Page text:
+  the value of @{text "N"} and the above difference. The @{const
+  "measures"} combinator generalizes @{text "measure"} by taking a
+  list of measure functions.
*}

termination
-  by (relation "measures [\<lambda>(i, N). N, \<lambda>(i,N). N + 1 - i]") auto
+by (relation "measures [\<lambda>(i, N). N, \<lambda>(i,N). N + 1 - i]") auto

section {* Mutual Recursion *}
@@ -206,13 +231,14 @@
in one step. The simplest example are probably @{text "even"} and @{text "odd"}:
*}

-function even odd :: "nat \<Rightarrow> bool"
+function even :: "nat \<Rightarrow> bool"
+    and odd  :: "nat \<Rightarrow> bool"
where
"even 0 = True"
| "odd 0 = False"
| "even (Suc n) = odd n"
| "odd (Suc n) = even n"
-  by pat_completeness auto
+by pat_completeness auto

text {*
To solve the problem of mutual dependencies, Isabelle internally
@@ -224,23 +250,228 @@
*}

termination
-  by (relation "measure (sum_case (%n. n) (%n. n))") auto
+by (relation "measure (\<lambda>x. case x of Inl n \<Rightarrow> n | Inr n \<Rightarrow> n)")
+   auto
+
+subsection {* Induction for mutual recursion *}
+
+text {*
+
+  When functions are mutually recursive, proving properties about them
+  generally requires simultaneous induction. The induction rules
+  generated from the definitions reflect this.
+
+  Let us prove something about @{const even} and @{const odd}:
+*}
+
+lemma
+  "even n = (n mod 2 = 0)"
+  "odd n = (n mod 2 = 1)"
+
+txt {*
+  We apply simultaneous induction, specifying the induction variable
+  for both goals, separated by \cmd{and}:  *}
+
+apply (induct n and n rule: even_odd.induct)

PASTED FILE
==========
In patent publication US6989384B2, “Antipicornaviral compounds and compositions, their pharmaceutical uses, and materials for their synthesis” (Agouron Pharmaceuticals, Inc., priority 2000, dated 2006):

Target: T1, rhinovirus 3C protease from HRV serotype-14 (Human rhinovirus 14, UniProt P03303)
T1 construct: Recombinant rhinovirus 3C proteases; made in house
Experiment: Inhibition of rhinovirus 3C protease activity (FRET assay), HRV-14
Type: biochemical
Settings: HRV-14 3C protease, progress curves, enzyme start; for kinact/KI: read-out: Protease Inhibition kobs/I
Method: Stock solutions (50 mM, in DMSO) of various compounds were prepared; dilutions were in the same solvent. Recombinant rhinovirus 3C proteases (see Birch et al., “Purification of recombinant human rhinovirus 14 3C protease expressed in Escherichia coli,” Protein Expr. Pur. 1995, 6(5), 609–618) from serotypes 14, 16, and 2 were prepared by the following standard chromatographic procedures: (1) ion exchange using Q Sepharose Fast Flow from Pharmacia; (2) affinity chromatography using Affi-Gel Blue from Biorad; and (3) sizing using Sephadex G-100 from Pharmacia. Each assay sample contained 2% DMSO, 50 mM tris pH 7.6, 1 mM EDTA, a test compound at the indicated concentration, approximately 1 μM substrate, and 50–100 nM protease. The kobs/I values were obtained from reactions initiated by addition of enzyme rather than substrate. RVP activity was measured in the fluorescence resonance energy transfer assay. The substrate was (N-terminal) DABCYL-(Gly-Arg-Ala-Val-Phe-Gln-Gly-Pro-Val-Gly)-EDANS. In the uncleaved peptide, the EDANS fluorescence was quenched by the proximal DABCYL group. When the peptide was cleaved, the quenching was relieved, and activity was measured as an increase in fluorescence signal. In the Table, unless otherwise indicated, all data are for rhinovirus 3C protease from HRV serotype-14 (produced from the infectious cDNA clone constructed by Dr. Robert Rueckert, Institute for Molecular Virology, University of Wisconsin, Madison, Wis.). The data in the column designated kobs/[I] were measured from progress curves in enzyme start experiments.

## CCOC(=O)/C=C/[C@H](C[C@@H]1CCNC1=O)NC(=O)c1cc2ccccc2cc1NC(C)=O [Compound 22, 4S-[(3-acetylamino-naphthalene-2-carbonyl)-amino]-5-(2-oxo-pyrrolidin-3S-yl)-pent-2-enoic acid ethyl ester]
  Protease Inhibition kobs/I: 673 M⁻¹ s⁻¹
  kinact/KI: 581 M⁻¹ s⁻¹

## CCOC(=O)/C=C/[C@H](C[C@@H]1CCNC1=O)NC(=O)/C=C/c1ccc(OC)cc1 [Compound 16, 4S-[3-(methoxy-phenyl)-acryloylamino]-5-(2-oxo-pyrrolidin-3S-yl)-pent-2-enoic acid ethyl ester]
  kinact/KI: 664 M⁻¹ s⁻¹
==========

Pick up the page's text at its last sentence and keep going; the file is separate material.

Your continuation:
+
+txt {*
+  We get four subgoals, which correspond to the clauses in the
+  definition of @{const even} and @{const odd}:
+  @{subgoals[display,indent=0]}
+  Simplification solves the first two goals, leaving us with two
+  statements about the @{text "mod"} operation to prove:
+*}
+
+apply simp_all
+
+txt {*
+  @{subgoals[display,indent=0]}
+
+  \noindent These can be handeled by the descision procedure for
+  presburger arithmethic.
+
+*}
+
+apply presburger
+apply presburger
+done

+text {*
+  Even if we were just interested in one of the statements proved by
+  simultaneous induction, the other ones may be necessary to
+  strengthen the induction hypothesis. If we had left out the statement
+  about @{const odd} (by substituting it with @{term "True"}, our
+  proof would have failed:
+*}
+
+lemma
+  "even n = (n mod 2 = 0)"
+  "True"
+apply (induct n rule: even_odd.induct)
+
+txt {*
+  \noindent Now the third subgoal is a dead end, since we have no
+  useful induction hypothesis:
+
+  @{subgoals[display,indent=0]}
+*}
+
+oops
+
+section {* More general patterns *}
+
+subsection {* Avoiding pattern splitting *}
+
+text {*
+
+  Up to now, we used pattern matching only on datatypes, and the
+  patterns were always disjoint and complete, and if they weren't,
+  they were made disjoint automatically like in the definition of
+  @{const "sep"} in \S\ref{patmatch}.
+
+  This splitting can significantly increase the number of equations
+  involved, and is not always necessary. The following simple example
+  shows the problem:
+
+  Suppose we are modelling incomplete knowledge about the world by a
+  three-valued datatype, which has values for @{term "T"}, @{term "F"}
+  and @{term "X"} for true, false and uncertain propositions.
+*}
+
+datatype P3 = T | F | X
+
+text {* Then the conjunction of such values can be defined as follows: *}
+
+fun And :: "P3 \<Rightarrow> P3 \<Rightarrow> P3"
+where
+  "And T p = p"
+  "And p T = p"
+  "And p F = F"
+  "And F p = F"
+  "And X X = X"

-(* FIXME: Mutual induction *)
+text {*
+  This definition is useful, because the equations can directly be used
+  as rules to simplify expressions. But the patterns overlap, e.g.~the
+  expression @{term "And T T"} is matched by the first two
+  equations. By default, Isabelle makes the patterns disjoint by
+  splitting them up, producing instances:
+*}
+
+thm And.simps